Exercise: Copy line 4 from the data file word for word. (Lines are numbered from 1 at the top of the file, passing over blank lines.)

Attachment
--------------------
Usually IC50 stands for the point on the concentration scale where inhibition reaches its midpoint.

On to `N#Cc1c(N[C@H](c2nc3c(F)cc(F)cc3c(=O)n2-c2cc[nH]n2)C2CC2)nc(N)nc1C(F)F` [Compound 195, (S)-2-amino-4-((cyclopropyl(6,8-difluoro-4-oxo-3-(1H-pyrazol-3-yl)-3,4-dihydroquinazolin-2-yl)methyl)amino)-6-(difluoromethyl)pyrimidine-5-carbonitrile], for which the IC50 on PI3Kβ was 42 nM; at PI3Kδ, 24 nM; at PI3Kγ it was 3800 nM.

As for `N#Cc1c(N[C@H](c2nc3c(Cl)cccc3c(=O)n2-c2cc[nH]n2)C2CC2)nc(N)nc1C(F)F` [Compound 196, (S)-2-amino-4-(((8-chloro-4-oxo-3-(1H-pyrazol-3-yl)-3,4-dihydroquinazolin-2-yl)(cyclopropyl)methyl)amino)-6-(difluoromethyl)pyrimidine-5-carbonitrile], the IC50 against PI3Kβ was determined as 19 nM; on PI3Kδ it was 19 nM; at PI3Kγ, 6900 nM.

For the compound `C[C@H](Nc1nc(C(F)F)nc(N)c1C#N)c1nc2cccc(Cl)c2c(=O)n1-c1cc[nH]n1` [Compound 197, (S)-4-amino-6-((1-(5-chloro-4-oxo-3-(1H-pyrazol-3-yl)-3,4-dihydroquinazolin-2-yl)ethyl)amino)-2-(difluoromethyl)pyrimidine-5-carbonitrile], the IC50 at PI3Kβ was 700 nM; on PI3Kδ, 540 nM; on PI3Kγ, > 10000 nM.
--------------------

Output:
For the compound `C[C@H](Nc1nc(C(F)F)nc(N)c1C#N)c1nc2cccc(Cl)c2c(=O)n1-c1cc[nH]n1` [Compound 197, (S)-4-amino-6-((1-(5-chloro-4-oxo-3-(1H-pyrazol-3-yl)-3,4-dihydroquinazolin-2-yl)ethyl)amino)-2-(difluoromethyl)pyrimidine-5-carbonitrile], the IC50 at PI3Kβ was 700 nM; on PI3Kδ, 540 nM; on PI3Kγ, > 10000 nM.